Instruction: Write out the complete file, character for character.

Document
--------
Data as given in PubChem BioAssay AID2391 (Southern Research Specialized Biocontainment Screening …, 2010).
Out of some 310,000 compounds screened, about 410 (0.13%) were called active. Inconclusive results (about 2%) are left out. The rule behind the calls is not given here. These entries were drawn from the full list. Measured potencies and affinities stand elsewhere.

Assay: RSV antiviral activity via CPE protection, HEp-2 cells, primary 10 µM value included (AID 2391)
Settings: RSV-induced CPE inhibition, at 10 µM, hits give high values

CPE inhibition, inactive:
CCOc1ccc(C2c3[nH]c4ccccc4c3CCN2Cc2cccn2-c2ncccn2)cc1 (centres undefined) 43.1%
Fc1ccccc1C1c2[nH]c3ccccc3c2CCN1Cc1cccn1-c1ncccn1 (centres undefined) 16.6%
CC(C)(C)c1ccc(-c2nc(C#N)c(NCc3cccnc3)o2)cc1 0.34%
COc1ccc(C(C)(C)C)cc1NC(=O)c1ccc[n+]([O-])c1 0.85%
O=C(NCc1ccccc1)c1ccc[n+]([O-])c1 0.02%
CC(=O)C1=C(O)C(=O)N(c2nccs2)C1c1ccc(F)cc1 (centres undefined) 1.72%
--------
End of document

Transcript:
Data as given in PubChem BioAssay AID2391 (Southern Research Specialized Biocontainment Screening …, 2010).
Out of some 310,000 compounds screened, about 410 (0.13%) were called active. Inconclusive results (about 2%) are left out. The rule behind the calls is not given here. These entries were drawn from the full list. Measured potencies and affinities stand elsewhere.

Assay: RSV antiviral activity via CPE protection, HEp-2 cells, primary 10 µM value included (AID 2391)
Settings: RSV-induced CPE inhibition, at 10 µM, hits give high values

CPE inhibition, inactive:
CCOc1ccc(C2c3[nH]c4ccccc4c3CCN2Cc2cccn2-c2ncccn2)cc1 (centres undefined) 43.1%
Fc1ccccc1C1c2[nH]c3ccccc3c2CCN1Cc1cccn1-c1ncccn1 (centres undefined) 16.6%
CC(C)(C)c1ccc(-c2nc(C#N)c(NCc3cccnc3)o2)cc1 0.34%
COc1ccc(C(C)(C)C)cc1NC(=O)c1ccc[n+]([O-])c1 0.85%
O=C(NCc1ccccc1)c1ccc[n+]([O-])c1 0.02%
CC(=O)C1=C(O)C(=O)N(c2nccs2)C1c1ccc(F)cc1 (centres undefined) 1.72%